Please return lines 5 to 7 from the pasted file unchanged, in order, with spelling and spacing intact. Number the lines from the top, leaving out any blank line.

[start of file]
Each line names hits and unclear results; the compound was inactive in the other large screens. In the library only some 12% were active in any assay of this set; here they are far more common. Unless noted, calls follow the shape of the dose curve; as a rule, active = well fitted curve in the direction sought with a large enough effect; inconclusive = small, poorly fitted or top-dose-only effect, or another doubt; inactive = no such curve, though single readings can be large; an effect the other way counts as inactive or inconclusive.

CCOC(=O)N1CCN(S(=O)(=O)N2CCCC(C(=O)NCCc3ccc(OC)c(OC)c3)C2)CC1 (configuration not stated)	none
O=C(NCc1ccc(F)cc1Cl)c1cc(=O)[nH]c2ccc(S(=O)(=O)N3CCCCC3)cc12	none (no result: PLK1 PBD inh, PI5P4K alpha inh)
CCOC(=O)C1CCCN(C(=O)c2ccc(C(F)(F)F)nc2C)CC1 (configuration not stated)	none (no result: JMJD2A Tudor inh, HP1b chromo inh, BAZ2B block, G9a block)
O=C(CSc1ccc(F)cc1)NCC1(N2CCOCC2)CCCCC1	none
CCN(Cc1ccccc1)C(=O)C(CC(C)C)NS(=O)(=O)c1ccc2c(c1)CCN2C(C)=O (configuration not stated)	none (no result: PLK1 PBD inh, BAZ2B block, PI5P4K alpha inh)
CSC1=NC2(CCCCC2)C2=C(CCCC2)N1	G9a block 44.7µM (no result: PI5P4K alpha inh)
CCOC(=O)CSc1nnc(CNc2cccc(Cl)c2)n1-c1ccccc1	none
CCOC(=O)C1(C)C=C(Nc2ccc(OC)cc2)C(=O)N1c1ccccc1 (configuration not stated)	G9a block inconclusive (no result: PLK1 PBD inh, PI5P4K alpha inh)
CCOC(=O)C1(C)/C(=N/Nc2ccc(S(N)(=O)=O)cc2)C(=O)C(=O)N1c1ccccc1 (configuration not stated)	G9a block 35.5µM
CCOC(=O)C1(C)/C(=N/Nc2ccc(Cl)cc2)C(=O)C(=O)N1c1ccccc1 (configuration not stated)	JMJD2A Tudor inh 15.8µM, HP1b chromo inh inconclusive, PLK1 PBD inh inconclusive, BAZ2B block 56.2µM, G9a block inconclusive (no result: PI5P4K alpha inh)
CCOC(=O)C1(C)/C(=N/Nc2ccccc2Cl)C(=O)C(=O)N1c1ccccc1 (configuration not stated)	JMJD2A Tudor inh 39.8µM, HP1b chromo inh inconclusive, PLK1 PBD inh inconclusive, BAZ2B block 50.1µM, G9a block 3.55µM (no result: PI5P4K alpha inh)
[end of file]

O=C(CSc1ccc(F)cc1)NCC1(N2CCOCC2)CCCCC1	none
CCN(Cc1ccccc1)C(=O)C(CC(C)C)NS(=O)(=O)c1ccc2c(c1)CCN2C(C)=O (configuration not stated)	none (no result: PLK1 PBD inh, BAZ2B block, PI5P4K alpha inh)
CSC1=NC2(CCCCC2)C2=C(CCCC2)N1	G9a block 44.7µM (no result: PI5P4K alpha inh)